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Research program on the Manson impact structure, IowaAt or near the end of the Cretaceous, at least two large impact events occurred in the western hemisphere. One impact formed the 180-km diameter Chicxulub crater on the northern tip of the Yucatan peninsula. Another formed the 35-km diameter Manson structure in western Iowa. Several lines of evidence, including the chemical and isotopic composition of glass found in the K/T boundary layer at sites in the Gulf of Mexico and Caribbean region, the regional variation in thickness and the size of spherules in the K/T boundary layer, and indications at and near the boundary of disturbance and deposition of beds by giant waves in the Gulf of Mexico, point to Chicxulub as a major source of K/T boundary material, including a lower layer of clay at K/T boundary sites in western North America. The size, abundance, and mineral and lithic composition of shocked grains from an upper K/T boundary layer found at western North American sites, on the other hand, point to Manson as a possible source crater. More than one impact seems to be indicated by the K/T boundary stratigraphy in western North America, and present constraints on the age of the Manson structure suggest that it, as well as Chicxulub, may be a K/T boundary crater. Multiple craters produced over a relatively short interval of time are much more likely to have been formed by impact of comets rather than by impact of asteroids. Among likely mechanisms that could have produced multiple craters at or near the time of the K/T boundary are as follows: (1) splitting of a comet shortly before impact with Earth (impacts may have been spaced over about an hour), (2) fragmentation of a very large, Sun-grazing, periodic comet to form a compact stream of comets that intercepted the Earth's orbit (impacts may have been spread over about a century), and (3) perturbation of the Oort comet cloud by a passing massive object to form a comet shower in the inner solar system (impacts may have been spread over about a million years). Only in the first two cases are the impacts likely to have been close enough in time to contribute to the observed K/T boundary layers. All mechanisms could have produced many more than two craters.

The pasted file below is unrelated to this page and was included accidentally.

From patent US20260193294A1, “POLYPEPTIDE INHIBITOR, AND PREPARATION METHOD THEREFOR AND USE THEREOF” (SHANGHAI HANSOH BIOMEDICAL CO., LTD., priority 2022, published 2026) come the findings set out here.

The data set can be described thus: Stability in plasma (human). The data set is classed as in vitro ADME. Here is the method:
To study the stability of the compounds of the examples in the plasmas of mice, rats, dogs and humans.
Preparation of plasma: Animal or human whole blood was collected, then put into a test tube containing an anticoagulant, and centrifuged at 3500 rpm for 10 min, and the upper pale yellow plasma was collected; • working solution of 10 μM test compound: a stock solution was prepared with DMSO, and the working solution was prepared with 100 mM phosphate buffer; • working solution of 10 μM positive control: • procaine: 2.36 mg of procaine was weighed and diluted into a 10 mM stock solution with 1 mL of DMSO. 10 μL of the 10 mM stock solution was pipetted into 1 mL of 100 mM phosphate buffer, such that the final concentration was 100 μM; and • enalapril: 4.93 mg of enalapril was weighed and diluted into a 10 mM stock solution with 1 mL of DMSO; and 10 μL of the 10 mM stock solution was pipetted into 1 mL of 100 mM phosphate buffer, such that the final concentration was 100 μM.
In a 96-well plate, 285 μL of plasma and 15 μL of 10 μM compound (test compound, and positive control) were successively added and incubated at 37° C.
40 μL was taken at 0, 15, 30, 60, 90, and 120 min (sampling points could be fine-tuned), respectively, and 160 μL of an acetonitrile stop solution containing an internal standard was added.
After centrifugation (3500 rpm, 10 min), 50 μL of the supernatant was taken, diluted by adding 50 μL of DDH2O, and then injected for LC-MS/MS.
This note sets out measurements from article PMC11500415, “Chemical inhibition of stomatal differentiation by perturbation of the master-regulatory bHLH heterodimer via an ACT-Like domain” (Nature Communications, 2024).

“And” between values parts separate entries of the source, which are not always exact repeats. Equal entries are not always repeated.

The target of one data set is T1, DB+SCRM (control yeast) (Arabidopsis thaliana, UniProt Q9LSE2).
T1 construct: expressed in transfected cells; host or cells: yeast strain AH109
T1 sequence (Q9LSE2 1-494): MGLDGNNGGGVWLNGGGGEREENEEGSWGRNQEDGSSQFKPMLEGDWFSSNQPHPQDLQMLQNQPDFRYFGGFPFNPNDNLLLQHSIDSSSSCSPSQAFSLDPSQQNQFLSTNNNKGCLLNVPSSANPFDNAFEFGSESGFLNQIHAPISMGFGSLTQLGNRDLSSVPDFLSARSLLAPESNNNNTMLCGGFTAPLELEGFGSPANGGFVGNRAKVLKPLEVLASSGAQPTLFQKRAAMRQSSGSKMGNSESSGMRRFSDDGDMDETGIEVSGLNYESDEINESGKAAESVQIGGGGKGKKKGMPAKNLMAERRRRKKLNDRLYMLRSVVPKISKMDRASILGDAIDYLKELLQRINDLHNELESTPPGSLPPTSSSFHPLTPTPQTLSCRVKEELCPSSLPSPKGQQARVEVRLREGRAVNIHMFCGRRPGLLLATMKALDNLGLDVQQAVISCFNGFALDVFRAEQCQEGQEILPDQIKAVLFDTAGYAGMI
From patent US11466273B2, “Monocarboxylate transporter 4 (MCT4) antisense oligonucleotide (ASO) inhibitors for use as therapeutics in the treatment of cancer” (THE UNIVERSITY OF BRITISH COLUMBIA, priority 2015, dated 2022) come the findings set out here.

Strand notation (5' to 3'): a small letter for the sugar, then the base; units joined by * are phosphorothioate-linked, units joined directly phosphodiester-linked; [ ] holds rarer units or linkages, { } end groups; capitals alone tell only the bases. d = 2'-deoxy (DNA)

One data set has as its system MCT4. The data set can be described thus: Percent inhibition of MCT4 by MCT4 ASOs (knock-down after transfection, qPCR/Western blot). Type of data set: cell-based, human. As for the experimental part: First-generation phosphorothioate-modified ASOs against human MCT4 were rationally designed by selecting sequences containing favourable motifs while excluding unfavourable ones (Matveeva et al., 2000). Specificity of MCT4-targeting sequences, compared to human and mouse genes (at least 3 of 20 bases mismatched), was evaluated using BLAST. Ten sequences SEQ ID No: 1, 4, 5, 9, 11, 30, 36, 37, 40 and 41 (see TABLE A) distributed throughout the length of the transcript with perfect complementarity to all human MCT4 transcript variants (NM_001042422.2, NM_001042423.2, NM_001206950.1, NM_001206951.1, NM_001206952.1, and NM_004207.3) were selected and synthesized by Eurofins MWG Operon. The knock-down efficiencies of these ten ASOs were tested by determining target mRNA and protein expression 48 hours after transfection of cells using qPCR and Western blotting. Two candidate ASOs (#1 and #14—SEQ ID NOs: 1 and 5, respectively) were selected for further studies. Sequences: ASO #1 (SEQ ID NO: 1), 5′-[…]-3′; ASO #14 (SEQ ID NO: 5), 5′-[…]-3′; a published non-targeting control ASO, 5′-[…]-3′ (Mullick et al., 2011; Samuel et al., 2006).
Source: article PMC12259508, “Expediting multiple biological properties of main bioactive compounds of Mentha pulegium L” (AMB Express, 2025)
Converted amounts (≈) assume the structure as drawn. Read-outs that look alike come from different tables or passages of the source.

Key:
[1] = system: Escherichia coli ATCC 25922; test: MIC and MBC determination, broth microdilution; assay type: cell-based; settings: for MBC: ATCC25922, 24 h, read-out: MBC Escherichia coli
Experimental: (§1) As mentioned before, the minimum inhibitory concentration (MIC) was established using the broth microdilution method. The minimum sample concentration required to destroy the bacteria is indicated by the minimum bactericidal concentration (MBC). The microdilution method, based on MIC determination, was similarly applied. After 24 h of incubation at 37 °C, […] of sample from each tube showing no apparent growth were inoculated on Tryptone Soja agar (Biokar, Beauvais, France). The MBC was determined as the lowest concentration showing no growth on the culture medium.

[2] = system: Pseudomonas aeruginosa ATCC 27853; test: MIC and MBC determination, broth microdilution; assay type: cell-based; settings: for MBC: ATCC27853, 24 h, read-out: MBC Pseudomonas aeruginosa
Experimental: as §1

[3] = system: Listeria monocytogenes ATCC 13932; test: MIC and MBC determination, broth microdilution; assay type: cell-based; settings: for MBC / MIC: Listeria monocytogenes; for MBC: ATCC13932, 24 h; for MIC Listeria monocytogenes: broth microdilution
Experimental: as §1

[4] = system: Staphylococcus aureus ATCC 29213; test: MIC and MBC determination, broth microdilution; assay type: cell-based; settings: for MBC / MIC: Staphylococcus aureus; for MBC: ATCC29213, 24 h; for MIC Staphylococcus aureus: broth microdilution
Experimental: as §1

Document ID
Document Type
Conference Paper
Shoemaker, E. M. (Geological Survey Flagstaff, AZ, United States)
Roddy, D. J. (Geological Survey Flagstaff, AZ, United States)
Anderson, R. R. (Geological Survey Iowa City, IA., United States)
Date Acquired
September 6, 2013
Publication Date
January 1, 1993
Publication Information
Publication: Lunar and Planetary Inst., Twenty-Fourth Lunar and Planetary Science Conference. Part 3: N-Z
Subject Category
Distribution Limits
Work of the US Gov. Public Use Permitted.

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